There was also something about the storytelling in those issues that was unique. If I had to put my finger on it, I’d say it was the narrative timing. The feel was more like a newspaper comic strip than anything we’ve seen in a mainstream superhero book lately. Wonder Woman would punch a bad guy in one panel, then abruptly notice a helicopter in the distant sky, and then be having a conversation with Etta on the helicopter in the very next panel. It was an efficiency of storytelling — just cover the most important beats without worrying too much about the transitions between them. It would have fit right in the pages of Wednesday Comics (remember that?).
The next two issues were drawn by Xermanico, who ended that opening arc with a fight-heavy showdown between Wonder Woman and Ares. The action was tighter, more sequential in those and the book read completely differently. The inciting conflict was settled in an unsettled kind of way and Diana headed back to the United States with Steve. Issue #63 was a refreshing break from the action, as it focused almost entirely on a cast of refugee mythical beasts and their adventures throughout Washington D.C. This one had a different art team again, in Emanuela Lupacchino, Ray McCarthy, and Fajardo, and was more dialogue-centric. It captured the essence of what it means to be an unwelcome refugee in a strange land.
With today’s chapter, the book is featuring yet another change in creative cast (Jesus Merino, Andy Owens, and trusty Fajardo) — the fourth art team in seven issues. This one has a sort of late 90’s vibe to me, with a heavier love story and a good bit of monologuing and posturing between rivals. Diana shows more of her vulnerable side in this issue as she is piecing together what happened to her family on Paradise Island. It’s definitely much closer to the feel of a traditional modern superhero comic than Wilson’s first issue back in November.
Don’t get me wrong, there’s nothing terrible about an alternating cast of artists. Nord is coming back around in the rotation in March and I’m genuinely curious to see if the feel of that first arc comes with him. It’s impossible to know how much the tone and style has changed because of the artists versus how much it is a product of Wilson’s evolving feel for the character & decisions about the story needs.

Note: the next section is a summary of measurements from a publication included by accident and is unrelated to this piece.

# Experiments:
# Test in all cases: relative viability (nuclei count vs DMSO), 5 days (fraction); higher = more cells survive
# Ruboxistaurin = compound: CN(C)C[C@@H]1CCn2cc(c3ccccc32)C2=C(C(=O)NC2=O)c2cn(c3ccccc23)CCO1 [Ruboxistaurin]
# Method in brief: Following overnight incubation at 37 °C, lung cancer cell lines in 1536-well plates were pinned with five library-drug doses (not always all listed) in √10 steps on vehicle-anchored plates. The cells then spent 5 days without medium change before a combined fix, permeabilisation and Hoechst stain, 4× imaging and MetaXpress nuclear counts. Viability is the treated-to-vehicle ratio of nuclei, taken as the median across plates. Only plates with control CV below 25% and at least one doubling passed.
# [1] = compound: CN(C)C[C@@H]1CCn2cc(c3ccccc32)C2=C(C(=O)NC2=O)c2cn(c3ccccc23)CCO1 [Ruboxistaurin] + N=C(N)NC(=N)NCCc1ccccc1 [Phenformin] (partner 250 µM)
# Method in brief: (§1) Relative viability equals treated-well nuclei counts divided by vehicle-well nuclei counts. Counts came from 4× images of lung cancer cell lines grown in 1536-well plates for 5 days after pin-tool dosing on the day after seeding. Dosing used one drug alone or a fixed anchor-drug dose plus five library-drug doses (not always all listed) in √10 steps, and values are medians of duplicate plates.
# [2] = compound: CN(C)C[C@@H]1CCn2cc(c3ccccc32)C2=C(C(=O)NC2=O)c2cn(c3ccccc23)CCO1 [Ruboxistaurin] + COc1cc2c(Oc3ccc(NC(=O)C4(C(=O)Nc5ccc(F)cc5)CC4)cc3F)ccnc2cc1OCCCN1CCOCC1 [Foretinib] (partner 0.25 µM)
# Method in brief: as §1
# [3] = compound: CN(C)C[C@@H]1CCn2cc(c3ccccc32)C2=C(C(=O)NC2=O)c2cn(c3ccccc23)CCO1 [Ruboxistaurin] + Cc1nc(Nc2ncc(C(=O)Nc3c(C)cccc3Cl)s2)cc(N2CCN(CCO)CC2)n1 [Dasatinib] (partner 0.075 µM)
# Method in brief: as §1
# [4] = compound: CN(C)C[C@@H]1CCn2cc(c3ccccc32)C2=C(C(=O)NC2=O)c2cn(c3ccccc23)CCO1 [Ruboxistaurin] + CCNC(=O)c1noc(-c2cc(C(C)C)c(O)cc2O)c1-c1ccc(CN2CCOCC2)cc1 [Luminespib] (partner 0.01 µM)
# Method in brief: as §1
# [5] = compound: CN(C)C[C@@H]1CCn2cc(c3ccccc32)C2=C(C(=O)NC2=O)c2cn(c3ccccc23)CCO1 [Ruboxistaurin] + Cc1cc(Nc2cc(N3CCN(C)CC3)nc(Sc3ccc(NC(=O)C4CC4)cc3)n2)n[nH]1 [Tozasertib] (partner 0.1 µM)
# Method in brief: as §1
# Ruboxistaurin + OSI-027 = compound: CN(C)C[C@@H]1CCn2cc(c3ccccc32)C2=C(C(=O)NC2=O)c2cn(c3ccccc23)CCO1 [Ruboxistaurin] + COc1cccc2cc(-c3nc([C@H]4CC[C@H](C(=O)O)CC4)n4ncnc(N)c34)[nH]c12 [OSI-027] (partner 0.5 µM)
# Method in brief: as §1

But whatever the reason, this comic is morphing. Wonder Woman is edging closer in personality to the Justice League Dark version with each issue. What sets this book apart is that we’re able to see Diana interacting in her own familiar world of gods and mythology (rather than the unfamiliar world of arcane magics in JLD). The best parts are the quiet romantic moments with Steve Trevor and the strategic ways she uses the golden lasso during battle.
It’s difficult to say whether this version of Wonder Woman is the one that will stick around, or if this book is still exploring different aspects of the people and places that are part of the mythos. If you’ve missed a few issues, this might be a good time to check in and see if it grabs you more now. If not, just wait a few and see what happens.
- Okay, as much as I’ve bitched about being tired of the evil Batman clone shtick, I have to admit that I’m enjoying The Batman Who Laughs. It is in some ways a throwback to The Black Mirror storyline. This week’s issue features James Gordon, Jr. as he trudges along his seemingly pointless road to rehabilitation, along with an exploration of the forgotten tunnels and architecture of Gotham City. Far from being a predictable story, the ending of this one had me questioning whether Snyder has a more elaborate endgame than I gave him credit for in a mere event tie-in.
- The Flash #64 is the second part of a Batman/Flash crossover. The forensic scientist and the world’s greatest detective make for a pretty fun buddy cop series. It’s got ties to Heroes in Crisis (which I’m enjoying more and more), but I wish I cared more about (or knew more about) the main villain in this story. She’s fairly obscure.
- Hoo boy, if you’re not reading Superman you’re missing out. It’s one of our favorites around here, and we’re now starting to find out how Superman’s son Jonathan lost years of his life out in space. The unexpected cameo at the end of this week’s issue is a jaw dropper.
- There’s a lot to like about Justice League Dark as well. I think this iteration of the title is a lot more fun and cohesive than the last go around a few years back. It’s not only diving into the history of Doctor Fate and the Lords of Order, but also exploring the mystical realm of Myrra and showing what a scientist like Kirk Langstrom can do when he’s had a chance to study the rules of magic. For my money, though, The Oblivion Bar is the main attraction. It’s never been so much fun.